Suzanne Collins' Hunger Games trilogy is a great read if you're into that sort of thing (reading), and it's shrewdly constructed. The first book, memorably adapted last year into a star-making vehicle for Jennifer Lawrence, focuses on the Hunger Games themselves, an event in a dystopian future America in which two children from each of the 12 districts are put into an arena and forced to fight to the death. (It's like American Idol, only fun to watch.) But the book also lays the groundwork for a larger story, one that's not just about one girl's harrowing experience in the Hunger Games but about the government that requires it and the popular uprising that is bound to come.
That groundwork is important because it establishes that there's still more for our heroine to do even though her Hunger Games experience is over. We expect Part 2 to be a continuation of Part 1, not a repeat of it. We're primed for a story that will be about the Hunger Games society without necessarily putting the characters we know into the Games again.
And then Collins does it anyway. She gets us back into the arena as a means of advancing the larger story. She has it both ways -- and it works. You don't roll your eyes in Catching Fire when Katniss Everdeen has to participate again in what was supposed to be a once-in-a-lifetime ordeal. Given what we know about the society and its cold, cruel leader, President Snow (Donald Sutherland), the development makes sense when it's explained. And now somehow the stakes are even higher than before -- and the stakes were life-and-death before!
The fleet-footed movie version of Catching Fire, directed by Francis Lawrence (I Am Legend), captures the spirit of its book even better than the last film did. It brings out the saga's central conflict -- despotic President Snow versus champion of the people Katniss Everdeen -- and shows how resourceful people can work within the system to bring it down. The Hunger Games, with their ubiquitous TV coverage, are Snow's very public way of reminding his subjects not to mess with the government. But in Catching Fire, Katniss and her allies use this constant media coverage to their advantage, turning Snow's own propaganda tools to fight against him.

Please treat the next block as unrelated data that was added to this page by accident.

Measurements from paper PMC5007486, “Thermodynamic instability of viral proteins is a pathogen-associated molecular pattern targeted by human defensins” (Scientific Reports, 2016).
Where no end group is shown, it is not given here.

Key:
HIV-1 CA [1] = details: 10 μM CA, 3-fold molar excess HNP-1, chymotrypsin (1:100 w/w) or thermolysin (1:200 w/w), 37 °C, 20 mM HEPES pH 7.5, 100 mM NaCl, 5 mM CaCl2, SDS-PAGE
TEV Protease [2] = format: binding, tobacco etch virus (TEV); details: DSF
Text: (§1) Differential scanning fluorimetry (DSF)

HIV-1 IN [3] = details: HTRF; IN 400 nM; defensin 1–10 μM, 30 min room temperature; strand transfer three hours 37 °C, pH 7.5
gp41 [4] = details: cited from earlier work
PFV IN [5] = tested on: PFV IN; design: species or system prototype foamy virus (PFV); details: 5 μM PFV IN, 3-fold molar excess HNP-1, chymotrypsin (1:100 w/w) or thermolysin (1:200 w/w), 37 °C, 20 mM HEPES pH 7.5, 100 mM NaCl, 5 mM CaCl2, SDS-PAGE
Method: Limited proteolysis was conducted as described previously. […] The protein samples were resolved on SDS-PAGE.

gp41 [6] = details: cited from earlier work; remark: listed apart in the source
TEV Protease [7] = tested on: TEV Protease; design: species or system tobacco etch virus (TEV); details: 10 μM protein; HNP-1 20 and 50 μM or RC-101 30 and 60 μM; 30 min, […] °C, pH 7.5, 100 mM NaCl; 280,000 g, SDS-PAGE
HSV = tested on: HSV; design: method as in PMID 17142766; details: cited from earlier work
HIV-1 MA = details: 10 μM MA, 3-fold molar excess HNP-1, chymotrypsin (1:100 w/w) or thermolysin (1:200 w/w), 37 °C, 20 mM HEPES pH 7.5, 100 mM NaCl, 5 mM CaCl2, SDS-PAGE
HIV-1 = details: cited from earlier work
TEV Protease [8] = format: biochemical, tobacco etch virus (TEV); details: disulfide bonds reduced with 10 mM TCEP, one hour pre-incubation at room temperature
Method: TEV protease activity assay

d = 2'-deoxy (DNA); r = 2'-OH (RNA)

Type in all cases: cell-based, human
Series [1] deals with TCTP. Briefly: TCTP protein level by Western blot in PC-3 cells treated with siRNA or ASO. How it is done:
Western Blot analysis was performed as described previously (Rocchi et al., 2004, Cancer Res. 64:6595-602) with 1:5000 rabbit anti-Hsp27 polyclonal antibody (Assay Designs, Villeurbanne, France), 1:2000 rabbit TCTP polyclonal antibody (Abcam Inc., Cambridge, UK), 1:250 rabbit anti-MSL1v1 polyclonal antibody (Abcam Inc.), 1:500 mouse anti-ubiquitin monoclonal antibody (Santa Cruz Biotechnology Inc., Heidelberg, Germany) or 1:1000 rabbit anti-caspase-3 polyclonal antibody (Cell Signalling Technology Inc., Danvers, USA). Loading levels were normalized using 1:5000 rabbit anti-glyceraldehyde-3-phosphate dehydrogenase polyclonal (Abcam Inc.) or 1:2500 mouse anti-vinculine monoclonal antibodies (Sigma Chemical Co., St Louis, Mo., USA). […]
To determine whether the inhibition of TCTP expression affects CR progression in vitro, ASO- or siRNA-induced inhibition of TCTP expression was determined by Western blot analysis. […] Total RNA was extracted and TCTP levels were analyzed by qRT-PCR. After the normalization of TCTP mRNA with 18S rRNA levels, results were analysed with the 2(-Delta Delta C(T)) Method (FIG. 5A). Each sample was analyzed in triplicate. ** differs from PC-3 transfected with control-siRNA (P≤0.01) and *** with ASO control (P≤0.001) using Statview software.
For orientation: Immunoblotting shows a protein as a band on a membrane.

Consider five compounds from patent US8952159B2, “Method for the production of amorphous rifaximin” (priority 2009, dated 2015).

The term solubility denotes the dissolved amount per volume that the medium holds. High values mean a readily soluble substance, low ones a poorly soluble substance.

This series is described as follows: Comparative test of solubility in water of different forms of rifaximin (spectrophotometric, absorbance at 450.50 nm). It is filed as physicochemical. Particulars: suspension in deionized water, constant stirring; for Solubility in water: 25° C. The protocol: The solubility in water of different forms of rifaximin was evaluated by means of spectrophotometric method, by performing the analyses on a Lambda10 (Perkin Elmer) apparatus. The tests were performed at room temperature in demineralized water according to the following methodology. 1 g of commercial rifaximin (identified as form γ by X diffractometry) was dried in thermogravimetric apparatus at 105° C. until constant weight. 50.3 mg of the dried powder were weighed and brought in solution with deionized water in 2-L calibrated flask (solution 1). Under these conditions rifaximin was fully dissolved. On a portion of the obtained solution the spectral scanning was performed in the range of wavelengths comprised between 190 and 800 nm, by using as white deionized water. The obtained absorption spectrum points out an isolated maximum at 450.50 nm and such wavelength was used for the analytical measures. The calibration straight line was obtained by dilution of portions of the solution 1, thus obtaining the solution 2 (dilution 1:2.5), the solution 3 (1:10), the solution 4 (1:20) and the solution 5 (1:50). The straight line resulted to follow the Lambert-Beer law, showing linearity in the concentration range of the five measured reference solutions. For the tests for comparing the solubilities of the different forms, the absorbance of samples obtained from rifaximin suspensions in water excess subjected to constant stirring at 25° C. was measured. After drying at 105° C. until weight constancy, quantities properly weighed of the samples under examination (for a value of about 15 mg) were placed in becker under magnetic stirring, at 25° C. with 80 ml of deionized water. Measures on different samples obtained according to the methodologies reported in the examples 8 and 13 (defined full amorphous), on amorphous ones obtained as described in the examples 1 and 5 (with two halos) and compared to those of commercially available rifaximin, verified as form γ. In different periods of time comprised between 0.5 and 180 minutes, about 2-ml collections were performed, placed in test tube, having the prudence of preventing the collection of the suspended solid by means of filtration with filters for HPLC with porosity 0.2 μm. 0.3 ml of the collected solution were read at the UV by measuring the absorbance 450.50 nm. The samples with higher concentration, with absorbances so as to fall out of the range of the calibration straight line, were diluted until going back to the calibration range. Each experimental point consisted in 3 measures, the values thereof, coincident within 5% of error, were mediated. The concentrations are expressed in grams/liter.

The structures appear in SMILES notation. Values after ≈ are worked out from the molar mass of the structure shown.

Note that the central conflict does not concern which boyfriend Katniss will choose, despite what Entertainment Weekly would have you believe. I almost think the blandness of both characters, Gale (Liam Hemsworth) and Peeta (Josh Hutcherson), is intentional, meant to keep us from feeling like the love triangle is the whole point. (I almost think that.)
As Catching Fire begins, the effects of the last Hunger Games are still being felt. Katniss has some of the PTSD that affects most of the Games' survivors. Gale is sulky over how she has to pretend to be in love with Peeta for publicity's sake; Peeta is sulky because he knows she's only pretending. The stunt that Katniss and Peeta pulled embarrassed the Capitol and inspired small bursts of rebellion in the districts, which Snow is eager to quash. In a sinister face-to-face visit, he lets Katniss know that she and her loved ones will suffer the consequences if any more of her public actions have a revolutionary tone to them.
The plot brings Katniss and Peeta back to the Capitol, where they interact with other past winners, including peacock Finnick Odair (Sam Claflin), mute old lady Mags (Lynn Cohen), babbling loon Wiress (Amanda Plummer), electrical genius Beetee (Jeffrey Wright), and mouthy loose-cannon Johanna (Jena Malone), who is introduced taking off her clothes in an elevator. Stanley Tucci returns, even funnier than before, as the veneer-toothed TV host Caesar Flickerman, and we see new depth in fashionista Effie Trinket (Elizabeth Banks). The new Gamemaster, Plutarch Heavensbee (Philip Seymour Hoffman) -- R.I.P. Wes Bentley's skillfully manicured beard -- despite being on Snow's staff, seems reasonable. Of the Capitol's wastefulness and excess while citizens are starving, he says, "It's appalling. Still, if you abandon your moral judgment, it can be fun." Which is true of so many things.
With the Katniss-Peeta-Gale business shoved to the background (we barely see Gale), the film runs smoothly and efficiently for its first 90 minutes, effectively mixing dark humor, social commentary, and pure story- and character-driven entertainment. Jennifer Lawrence excels at conveying Katniss' fear and worry over her actions' effects on other people, the grim reality of which the film doesn't shy away from. Strong and self-possessed though she is, Katniss is a teenager with huge burdens on her shoulders, and Lawrence's emotional performance brings it home.
Curiously, it's when the Hunger Games begin that the movie loses its oomph. Oh, it makes sense for us to be here again; it just doesn't have the same thrill it had the first time, fiendish new obstacles notwithstanding. Since we realize there's more to come after this (a third book, which is being split into two movies), I hope we can be forgiven for getting a little impatient here. The movie seems to feel that way too: the last five minutes reenergize the story and set the stage for what is sure to be a thrilling showdown. I'll see you back here in a year.